First reported 11/25/2009 2:53 p.m.

Next to an apartment building that’s home to one of the state’s most prolific child predators, village officials are building a small playground for neighborhood children. State laws, however, will force this convicted sex offender – and at least one other in the area – to find another place to live.

Former priest and convicted pedophile Fred Lenczycki moved into an apartment building on the 1100 block of Lathrop after he was released from state custody Sept. 22. He is the first clergyman in the U.S. deemed to be “sexually violent,” and was responsible for molesting more than 30 victims, according to prosecutors. Lenczycki, 65, was imprisoned in 2004 after pleading guilty to abusing three boys during the early 1980s while serving a parish in Hinsdale.

During his 25-year career with the church, Lenczycki also ministered in California and Missouri.

In 2008, Attorney General Lisa Madigan convinced a DuPage County jury it was not safe to release Lenczycki, and he was remanded to an Illinois Department of Human Services facility to receive treatment. Among the conditions of his release, Lenczycki must continue treatment on an outpatient basis.

As is the case with all sex offenders whose crimes were committed against children, Lenczycki is not allowed to live within 500 feet of a playground. On Nov. 23, two months after Lenczycki took up residence in Forest Park, the village council voted unanimously to designate a small 35-foot by 70-foot patch of grass at 1138 Lathrop as a playground.

Lenczycki’s apartment borders the lot.

There was no public discussion of the decision by council members.

“I wouldn’t call this a backdoor way to get him to move,” said Commissioner Marty Tellalian, who oversees the maintenance and creation of such parks. “We’re free to improve our parks and we don’t have to consider any inconvenience to sex offenders.”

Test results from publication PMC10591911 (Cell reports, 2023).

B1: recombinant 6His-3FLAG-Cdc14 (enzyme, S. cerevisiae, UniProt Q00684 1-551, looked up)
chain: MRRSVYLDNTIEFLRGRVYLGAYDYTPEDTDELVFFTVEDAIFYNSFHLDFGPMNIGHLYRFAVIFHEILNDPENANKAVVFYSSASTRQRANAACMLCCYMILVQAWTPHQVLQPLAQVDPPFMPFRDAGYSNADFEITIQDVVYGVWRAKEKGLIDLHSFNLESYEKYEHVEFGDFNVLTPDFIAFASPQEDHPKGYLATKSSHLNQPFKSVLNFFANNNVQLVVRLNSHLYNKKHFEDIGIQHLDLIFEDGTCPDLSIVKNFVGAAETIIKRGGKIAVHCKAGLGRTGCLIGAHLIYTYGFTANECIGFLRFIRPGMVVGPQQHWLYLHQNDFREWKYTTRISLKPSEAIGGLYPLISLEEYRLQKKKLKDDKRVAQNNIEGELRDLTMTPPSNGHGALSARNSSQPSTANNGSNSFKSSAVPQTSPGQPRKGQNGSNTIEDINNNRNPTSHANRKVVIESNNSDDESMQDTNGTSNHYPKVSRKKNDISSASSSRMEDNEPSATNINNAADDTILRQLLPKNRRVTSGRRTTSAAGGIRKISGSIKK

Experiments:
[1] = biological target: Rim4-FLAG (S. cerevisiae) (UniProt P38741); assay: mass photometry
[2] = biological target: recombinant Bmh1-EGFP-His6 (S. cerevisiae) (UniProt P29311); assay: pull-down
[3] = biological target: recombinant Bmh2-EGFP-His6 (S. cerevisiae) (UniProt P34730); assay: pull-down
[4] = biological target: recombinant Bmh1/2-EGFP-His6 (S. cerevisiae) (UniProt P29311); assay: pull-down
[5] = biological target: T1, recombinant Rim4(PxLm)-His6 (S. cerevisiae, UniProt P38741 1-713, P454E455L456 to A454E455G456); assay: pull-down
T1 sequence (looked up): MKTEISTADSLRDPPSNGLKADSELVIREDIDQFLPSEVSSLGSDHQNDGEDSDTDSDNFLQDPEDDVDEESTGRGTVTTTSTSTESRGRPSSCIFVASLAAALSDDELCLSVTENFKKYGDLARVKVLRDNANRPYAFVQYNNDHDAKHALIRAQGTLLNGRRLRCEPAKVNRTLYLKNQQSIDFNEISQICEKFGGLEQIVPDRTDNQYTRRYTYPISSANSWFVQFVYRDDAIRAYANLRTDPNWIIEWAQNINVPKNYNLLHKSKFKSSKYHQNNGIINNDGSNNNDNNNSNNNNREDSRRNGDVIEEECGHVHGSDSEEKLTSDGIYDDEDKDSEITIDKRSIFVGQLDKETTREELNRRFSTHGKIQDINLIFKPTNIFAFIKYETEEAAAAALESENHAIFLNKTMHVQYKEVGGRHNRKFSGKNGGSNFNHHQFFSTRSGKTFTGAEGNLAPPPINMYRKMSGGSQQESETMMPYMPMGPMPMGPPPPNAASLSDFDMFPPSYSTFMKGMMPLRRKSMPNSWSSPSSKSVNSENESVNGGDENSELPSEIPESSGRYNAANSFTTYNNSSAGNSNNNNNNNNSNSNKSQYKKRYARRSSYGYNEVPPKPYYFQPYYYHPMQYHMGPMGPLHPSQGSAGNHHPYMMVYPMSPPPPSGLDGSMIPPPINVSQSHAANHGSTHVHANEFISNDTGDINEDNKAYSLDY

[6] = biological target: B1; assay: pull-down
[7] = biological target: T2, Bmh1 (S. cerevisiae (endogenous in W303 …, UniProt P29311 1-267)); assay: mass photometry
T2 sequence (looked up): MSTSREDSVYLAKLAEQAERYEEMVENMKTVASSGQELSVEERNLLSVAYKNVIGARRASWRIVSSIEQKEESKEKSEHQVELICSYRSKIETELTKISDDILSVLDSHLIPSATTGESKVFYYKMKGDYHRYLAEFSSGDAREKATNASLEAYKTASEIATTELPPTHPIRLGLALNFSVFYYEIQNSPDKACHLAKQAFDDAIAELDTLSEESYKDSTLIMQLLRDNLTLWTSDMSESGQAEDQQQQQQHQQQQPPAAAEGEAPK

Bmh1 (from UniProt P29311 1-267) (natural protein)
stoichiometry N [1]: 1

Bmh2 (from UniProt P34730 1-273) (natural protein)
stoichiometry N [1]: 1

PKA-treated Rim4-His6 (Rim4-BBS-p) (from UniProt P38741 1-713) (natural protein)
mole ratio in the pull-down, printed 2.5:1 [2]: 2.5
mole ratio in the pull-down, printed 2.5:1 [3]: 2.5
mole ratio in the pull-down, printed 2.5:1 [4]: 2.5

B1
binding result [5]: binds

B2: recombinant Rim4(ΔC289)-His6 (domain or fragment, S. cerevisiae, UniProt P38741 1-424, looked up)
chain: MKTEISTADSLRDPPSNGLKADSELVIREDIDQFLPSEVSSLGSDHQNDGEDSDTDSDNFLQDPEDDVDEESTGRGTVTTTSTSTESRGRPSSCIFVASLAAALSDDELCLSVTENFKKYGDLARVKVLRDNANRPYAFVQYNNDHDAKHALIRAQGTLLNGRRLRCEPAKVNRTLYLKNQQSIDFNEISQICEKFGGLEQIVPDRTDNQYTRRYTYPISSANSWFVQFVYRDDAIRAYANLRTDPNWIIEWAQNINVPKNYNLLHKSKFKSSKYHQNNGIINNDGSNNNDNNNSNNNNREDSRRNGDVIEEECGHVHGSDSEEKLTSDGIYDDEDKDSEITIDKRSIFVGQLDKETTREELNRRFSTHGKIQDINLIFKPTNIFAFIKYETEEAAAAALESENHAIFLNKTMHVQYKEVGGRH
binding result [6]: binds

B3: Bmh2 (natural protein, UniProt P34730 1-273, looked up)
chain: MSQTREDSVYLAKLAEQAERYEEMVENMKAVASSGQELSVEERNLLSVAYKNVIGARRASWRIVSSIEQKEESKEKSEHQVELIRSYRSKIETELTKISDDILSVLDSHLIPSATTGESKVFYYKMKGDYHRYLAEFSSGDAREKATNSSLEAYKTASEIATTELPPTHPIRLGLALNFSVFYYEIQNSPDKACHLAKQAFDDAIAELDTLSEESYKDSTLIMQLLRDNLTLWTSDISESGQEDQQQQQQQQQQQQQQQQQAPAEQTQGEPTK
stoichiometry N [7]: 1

The municipality bought the land in 2001 when it was occupied by a crumbling building. That structure was demolished and several years later a pair of benches and some sod installed. Village Administrator Tim Gillian said it has always been the intention of the council to create a small park there. The timing may appear curious, he acknowledged, but it took a member of the police department to call attention to the presence of several sex offenders in the area. Village officials then started looking into whether children might be at risk by visiting the proposed park.

“Let’s potentially put this project on hold and do some research,” Gillian said of the consensus at village hall.

After consulting with state officials and reviewing statutes related to sex offenders, the municipality learned that child predators in the area would have to move.

Deputy Police Chief Tom Aftanas said the department is still working to identify exactly who would be displaced by the new playground, but an initial review has turned up one other child predator who lives across the street from Lenczycki. That individual has also been deemed “sexually violent.”

In early October when Lenczycki’s release made headlines across the region, the Review reported that an unusual concentration of the sex offenders living in Forest Park resided in that neighborhood. Of the 18 registered sex offenders with a Forest Park address on Oct. 1, six lived on the 1100 blocks of Lathrop, Dunlop and Hannah.

As of Nov. 24, according to the state’s online registry, only four of these individuals remain in those neighborhoods. The recent arrest of one sex offender accused of failing to notify authorities of his whereabouts brings the total number of offenders in Forest Park to 14.

Reached at his apartment, Lenczycki declined a reporter’s request for comment on the village’s decision to install the playground.

Nancy Gray lives in a single-family home just up the street from where the park is to be located, and said she is very unhappy with the number of sex offenders in her area. At least several times a week she is visited by her grandchildren, she said. Gray was not aware of the village’s plan to build the playground, but said she knew of the former priest.

“If the park is going in and it forces that guy to move, that’s great,” Gray said.

Tellalian said the equipment for the playground has already been ordered and should be installed in December.

The state law is silent on how quickly the village can force the eviction of any child predators in the area, but those affected will likely be given 30 days.

“They may move from that area and move to another area in Forest Park,” Aftanas said. “I don’t know where they’ll move.”